HAIFA, Israel and NEW YORK, N.Y., December 20, 2001 - After September 11, requests for sleep medications had increased some 30 percent in New York City, while 23 percent of Americans nationwide said they had been suffering from insomnia. But in fact, many trauma survivors sleep much better than they think they do, according to a report in the Dec. 20 New England Journal of Medicine.
The report, "Sleep Disturbances in the Wake of Traumatic Events," by Dr. Peretz Lavie, an influential sleep researcher and head of the Sleep Laboratory at the Technion-Israel Institute of Technology, also questions the traditional treatment for traumatized patients, which is based on reliving the trauma. Dr. Lavie's studies with Holocaust survivors suggest that learning to leave traumatic memories behind may be more effective for a good night's sleep.
The report is based on decades of research in the U.S. and on Israel's population, "one of the world's best laboratories for sleep studies given the numerous traumatic experiences this population has experienced," said Dr. Lavie.
"In his report, Dr. Lavie finds that many of the sleep-related symptoms that are considered by some to be hallmarks of [post-traumatic stress] disorder (PTSD) seem to be without much basis in the laboratory and literature," said Dr. Thomas D. Hurwitz, director of the Sleep Medicine Clinic at the Minneapolis VA Medical Center and assistant professor at the University of Minnesota Medical School.
-Dr. Lavie's studies on patients who complained about sleep problems indicate that "far fewer sleep disturbances are documented than would be expected among traumatized patients. People often confuse fear of going to sleep with inability to sleep, and also have misperceptions about the quality of their sleep," Dr. Lavie explained. "This is borne out by objective results from our sleep laboratory studies. On the other hand, many studies that show widespread sleep disturbances are based on subjective reports from patients."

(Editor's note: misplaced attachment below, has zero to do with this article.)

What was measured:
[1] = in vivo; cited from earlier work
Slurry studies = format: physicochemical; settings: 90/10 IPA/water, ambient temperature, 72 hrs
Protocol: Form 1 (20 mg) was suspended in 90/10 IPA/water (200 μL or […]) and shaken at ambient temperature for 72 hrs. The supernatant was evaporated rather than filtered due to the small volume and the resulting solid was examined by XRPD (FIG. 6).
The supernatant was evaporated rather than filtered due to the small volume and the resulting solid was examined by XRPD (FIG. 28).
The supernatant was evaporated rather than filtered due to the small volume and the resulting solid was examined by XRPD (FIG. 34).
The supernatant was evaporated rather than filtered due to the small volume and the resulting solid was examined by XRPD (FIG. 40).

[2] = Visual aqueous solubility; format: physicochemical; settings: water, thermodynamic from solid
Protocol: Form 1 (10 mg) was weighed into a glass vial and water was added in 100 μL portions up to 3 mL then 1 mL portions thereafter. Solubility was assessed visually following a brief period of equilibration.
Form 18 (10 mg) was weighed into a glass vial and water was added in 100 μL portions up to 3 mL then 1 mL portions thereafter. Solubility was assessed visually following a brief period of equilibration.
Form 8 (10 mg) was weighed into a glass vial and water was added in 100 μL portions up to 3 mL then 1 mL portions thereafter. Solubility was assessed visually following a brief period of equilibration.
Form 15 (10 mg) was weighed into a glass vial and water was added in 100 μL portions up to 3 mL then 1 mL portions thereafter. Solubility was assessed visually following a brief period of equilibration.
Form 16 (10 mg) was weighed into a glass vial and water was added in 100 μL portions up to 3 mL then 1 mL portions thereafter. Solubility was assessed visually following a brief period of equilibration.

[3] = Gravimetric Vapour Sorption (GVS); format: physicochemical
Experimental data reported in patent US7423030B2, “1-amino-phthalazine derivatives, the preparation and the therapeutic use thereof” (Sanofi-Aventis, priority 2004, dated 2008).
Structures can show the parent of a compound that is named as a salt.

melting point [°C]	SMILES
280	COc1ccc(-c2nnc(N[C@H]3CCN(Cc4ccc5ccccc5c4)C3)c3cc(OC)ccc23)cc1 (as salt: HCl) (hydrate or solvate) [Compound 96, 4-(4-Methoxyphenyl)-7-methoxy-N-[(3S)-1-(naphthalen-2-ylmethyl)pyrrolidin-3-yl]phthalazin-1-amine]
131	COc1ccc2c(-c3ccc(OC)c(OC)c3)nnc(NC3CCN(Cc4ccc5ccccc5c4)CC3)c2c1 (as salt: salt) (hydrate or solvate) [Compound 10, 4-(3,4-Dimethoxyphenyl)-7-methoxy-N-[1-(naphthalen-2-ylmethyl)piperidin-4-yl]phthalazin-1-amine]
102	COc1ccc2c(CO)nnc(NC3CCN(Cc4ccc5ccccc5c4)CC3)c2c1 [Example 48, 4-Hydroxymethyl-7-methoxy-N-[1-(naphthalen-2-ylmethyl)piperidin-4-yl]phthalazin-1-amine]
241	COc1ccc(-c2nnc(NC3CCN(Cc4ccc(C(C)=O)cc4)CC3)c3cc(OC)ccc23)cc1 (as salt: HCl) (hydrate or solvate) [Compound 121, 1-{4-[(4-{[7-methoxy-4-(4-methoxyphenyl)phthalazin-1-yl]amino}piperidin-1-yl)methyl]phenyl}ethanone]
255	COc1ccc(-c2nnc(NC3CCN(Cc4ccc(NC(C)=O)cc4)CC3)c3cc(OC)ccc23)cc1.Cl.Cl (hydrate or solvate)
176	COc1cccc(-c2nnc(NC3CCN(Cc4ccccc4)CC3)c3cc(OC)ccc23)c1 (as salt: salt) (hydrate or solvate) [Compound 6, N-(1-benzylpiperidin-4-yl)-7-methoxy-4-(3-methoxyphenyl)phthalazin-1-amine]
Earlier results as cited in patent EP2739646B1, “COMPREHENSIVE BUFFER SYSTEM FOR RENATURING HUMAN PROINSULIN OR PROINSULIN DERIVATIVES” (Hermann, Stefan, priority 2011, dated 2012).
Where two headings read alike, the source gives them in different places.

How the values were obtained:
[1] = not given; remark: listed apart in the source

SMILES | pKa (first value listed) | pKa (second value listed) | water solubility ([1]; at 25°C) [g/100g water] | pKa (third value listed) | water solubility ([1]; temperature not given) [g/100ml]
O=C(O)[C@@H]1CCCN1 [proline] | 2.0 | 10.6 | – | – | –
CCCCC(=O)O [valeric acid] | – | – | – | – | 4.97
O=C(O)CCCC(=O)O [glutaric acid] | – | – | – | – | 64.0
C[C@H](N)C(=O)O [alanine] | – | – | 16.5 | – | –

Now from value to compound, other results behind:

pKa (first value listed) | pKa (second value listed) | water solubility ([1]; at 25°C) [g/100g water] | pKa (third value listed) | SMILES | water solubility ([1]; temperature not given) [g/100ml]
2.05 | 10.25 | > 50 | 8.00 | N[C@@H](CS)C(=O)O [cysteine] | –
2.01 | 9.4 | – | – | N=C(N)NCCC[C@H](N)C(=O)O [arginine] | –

Two of many studies cited bolster Dr. Lavie's findings that reported sleep loss is exaggerated. Researchers at the Minneapolis Veterans Affairs Medical Center used polysomnography (brain wave recordings) to analyze sleep patterns of 28 Vietnam veterans, 18 of whom had PTSD. The 1998 study found that participants consistently underestimated their sleep time and overestimated how long they took to fall asleep.
Dr. Lavie's study monitored sleep patterns among 70 adults and children in areas of Israel under attack by Iraqi missiles during the 1992 Gulf War. By fitting participants with devices that monitor movement during sleep, researchers found surprising results: on average, participants slept normally. Even those wakened by the alarms that preceded missile attacks returned to sleep within 12 minutes at most. In contrast, a nationwide telephone survey around the same time, based on participants' own descriptions, found a significant increase in sleep disturbances.
-The vast majority of those suffering from sleep disorders following the terrorist attacks in New York and Washington will have only transient symptoms, a normal reaction to traumatic events, according to Dr. Lavie. However, since sleep disturbances are often precursors to PTSD, Dr. Lavie advocates timely treatment of sleep disorders because that can often prevent the onset of PTSD or lessen its symptoms.
-Dr. Lavie also advocates a treatment diametrically opposed to the currently popular treatment, which involves repeated recounting or reliving the traumatic event to help "master" the fear. His studies with Holocaust victims and Israeli war veterans support his argument that quickly moving beyond memories of traumatic events can actually be healthier for many people.